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anonymous
 one year ago
use the law of cosines to find the value of 2⋅3⋅4 cosθ
anonymous
 one year ago
use the law of cosines to find the value of 2⋅3⋅4 cosθ

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anonymous
 one year ago
Best ResponseYou've already chosen the best response.0what do you mean by 2⋅3⋅4 cosθ You mean \[\cos 2\theta\quad,\cos3\theta,\quad \cos3\theta\]?

taramgrant0543664
 one year ago
Best ResponseYou've already chosen the best response.1Do you have a triangle that corresponds to this question?

anonymous
 one year ago
Best ResponseYou've already chosen the best response.0dw:1438361201942:dw

taramgrant0543664
 one year ago
Best ResponseYou've already chosen the best response.1This is the law c^2=A^2+b^2−2abcosC

taramgrant0543664
 one year ago
Best ResponseYou've already chosen the best response.14=16+92(4)(3)cosC 21=24cosC 0.875=cosC C= 28.96

anonymous
 one year ago
Best ResponseYou've already chosen the best response.0A. 24 B. 21 C. 24 D. 21

taramgrant0543664
 one year ago
Best ResponseYou've already chosen the best response.1I just understood the whole 2,3,4 thing and ya it is equal to 21 I just assume you had to solve for the angle

anonymous
 one year ago
Best ResponseYou've already chosen the best response.0can you help me with another question please? @taramgrant0543664

anonymous
 one year ago
Best ResponseYou've already chosen the best response.0dw:1438362470160:dw

anonymous
 one year ago
Best ResponseYou've already chosen the best response.0Suppose a triangle has sides a, b, and c, and that a2 + b2 > c2. Let be the measure of the angle opposite the side of length c. Which of the following must be true? Check all that apply.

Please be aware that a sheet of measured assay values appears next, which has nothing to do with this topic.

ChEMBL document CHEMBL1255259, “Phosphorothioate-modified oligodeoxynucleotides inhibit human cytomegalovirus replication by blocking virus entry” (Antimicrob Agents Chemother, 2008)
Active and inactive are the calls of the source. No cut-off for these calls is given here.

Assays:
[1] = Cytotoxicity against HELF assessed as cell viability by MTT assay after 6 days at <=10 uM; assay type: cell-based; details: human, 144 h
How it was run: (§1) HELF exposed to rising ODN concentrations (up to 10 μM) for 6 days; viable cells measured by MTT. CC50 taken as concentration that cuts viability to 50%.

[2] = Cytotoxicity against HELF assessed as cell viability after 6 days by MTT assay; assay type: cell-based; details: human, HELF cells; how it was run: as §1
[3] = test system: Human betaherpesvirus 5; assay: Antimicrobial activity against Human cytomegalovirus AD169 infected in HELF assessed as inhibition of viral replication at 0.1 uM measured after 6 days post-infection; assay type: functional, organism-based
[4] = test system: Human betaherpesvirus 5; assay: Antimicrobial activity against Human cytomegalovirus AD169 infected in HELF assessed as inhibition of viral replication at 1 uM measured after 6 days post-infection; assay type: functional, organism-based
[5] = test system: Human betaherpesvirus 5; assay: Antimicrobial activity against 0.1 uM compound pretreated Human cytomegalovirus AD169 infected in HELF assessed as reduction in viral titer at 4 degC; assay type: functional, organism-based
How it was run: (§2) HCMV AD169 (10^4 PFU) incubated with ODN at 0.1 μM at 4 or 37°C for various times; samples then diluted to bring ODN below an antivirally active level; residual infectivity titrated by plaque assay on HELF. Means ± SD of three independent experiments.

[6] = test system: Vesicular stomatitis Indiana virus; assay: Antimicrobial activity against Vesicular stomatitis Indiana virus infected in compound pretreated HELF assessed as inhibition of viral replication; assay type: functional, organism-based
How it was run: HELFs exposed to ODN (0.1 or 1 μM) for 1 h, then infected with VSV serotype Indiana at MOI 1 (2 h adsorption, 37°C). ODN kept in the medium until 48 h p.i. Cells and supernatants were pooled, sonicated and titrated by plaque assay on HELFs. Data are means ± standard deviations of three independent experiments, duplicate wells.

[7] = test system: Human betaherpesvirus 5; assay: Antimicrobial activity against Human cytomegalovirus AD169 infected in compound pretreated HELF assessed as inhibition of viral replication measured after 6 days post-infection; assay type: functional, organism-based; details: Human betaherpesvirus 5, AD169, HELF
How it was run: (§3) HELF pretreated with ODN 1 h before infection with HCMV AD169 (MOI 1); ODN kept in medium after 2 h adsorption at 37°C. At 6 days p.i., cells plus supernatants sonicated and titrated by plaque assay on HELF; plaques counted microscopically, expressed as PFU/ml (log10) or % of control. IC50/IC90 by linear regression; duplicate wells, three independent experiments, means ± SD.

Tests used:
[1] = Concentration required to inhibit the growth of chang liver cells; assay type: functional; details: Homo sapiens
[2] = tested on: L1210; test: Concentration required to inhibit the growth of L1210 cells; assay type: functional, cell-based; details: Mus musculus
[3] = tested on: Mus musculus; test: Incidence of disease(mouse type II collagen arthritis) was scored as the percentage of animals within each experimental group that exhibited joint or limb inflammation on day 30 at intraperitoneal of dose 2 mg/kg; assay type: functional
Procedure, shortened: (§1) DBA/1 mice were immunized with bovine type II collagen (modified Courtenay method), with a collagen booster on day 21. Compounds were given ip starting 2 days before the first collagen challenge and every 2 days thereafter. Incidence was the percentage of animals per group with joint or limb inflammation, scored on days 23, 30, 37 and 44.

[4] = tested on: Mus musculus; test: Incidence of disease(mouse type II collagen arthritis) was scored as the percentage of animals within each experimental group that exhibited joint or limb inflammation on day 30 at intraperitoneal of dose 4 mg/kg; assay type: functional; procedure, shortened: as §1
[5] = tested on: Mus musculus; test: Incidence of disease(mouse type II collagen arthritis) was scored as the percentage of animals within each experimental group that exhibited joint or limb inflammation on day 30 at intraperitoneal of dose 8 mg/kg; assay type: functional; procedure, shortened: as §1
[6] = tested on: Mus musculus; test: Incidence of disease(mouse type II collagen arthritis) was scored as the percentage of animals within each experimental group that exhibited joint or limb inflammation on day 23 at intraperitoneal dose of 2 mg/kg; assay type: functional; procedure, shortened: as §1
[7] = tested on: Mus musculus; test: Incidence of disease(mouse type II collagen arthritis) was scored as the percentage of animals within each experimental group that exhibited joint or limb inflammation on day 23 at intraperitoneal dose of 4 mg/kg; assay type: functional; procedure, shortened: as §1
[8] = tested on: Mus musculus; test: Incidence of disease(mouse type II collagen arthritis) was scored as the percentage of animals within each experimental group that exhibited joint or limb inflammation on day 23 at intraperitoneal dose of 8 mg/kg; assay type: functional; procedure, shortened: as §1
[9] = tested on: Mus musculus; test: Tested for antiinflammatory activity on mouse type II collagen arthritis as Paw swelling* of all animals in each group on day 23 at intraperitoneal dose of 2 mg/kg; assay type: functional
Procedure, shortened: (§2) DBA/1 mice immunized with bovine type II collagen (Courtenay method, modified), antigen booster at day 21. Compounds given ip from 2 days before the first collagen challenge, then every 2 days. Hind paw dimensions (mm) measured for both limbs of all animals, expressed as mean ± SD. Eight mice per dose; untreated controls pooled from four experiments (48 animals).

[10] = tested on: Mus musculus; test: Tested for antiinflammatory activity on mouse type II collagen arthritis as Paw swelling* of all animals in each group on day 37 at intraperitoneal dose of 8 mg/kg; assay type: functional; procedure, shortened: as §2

anonymous
 one year ago
Best ResponseYou've already chosen the best response.0A. cos < 0 B. cos > 0 C. is an acute angle. D. The triangle in question is a right triangle.

taramgrant0543664
 one year ago
Best ResponseYou've already chosen the best response.1I'd like to think it would be D but I'm not certain

anonymous
 one year ago
Best ResponseYou've already chosen the best response.0its more than 1 answer

taramgrant0543664
 one year ago
Best ResponseYou've already chosen the best response.1A and D that's what I'm thinking

anonymous
 one year ago
Best ResponseYou've already chosen the best response.0Suppose a triangle has sides a, b, and c, and the angle opposite the side of length b is obtuse. What must be true?

anonymous
 one year ago
Best ResponseYou've already chosen the best response.0A. b2 + c2 < a2 B. a2 + c2 > b2 C. a2 + c2 < b2 D. a2 + b2 < c2

anonymous
 one year ago
Best ResponseYou've already chosen the best response.0i think it a @taramgrant0543664

taramgrant0543664
 one year ago
Best ResponseYou've already chosen the best response.1Ya I was trying to think it out and I was thinking it was A but I was testing out the other options too to double check

phi
 one year ago
Best ResponseYou've already chosen the best response.1Suppose a triangle has sides a, b, and c, and the angle opposite the side of length b is obtuse. What must be true? they tell you about angle B (opposite side b) is bigger than 90 degrees (i.e. obtuse) I would write down the law of cosines in the form that uses angle B (because that is the angle we know about) b^2 = a^2 + c^2  2 a c cos B next, we (should!) know cos of an angle bigger than 90 (but less than 180) is negative in other words  2 ac cos B will turn into a positive number (because 2 * neg cos will be positive) in other words, we can say b^2 = a^2 + c^2 + more if we subtract off more from the right side, the right side will no longer be equal to the left side ... it will be too small. we can say b^2 > a^2 + c^2 or (means the same thing) a^2 + c^2 < b^2
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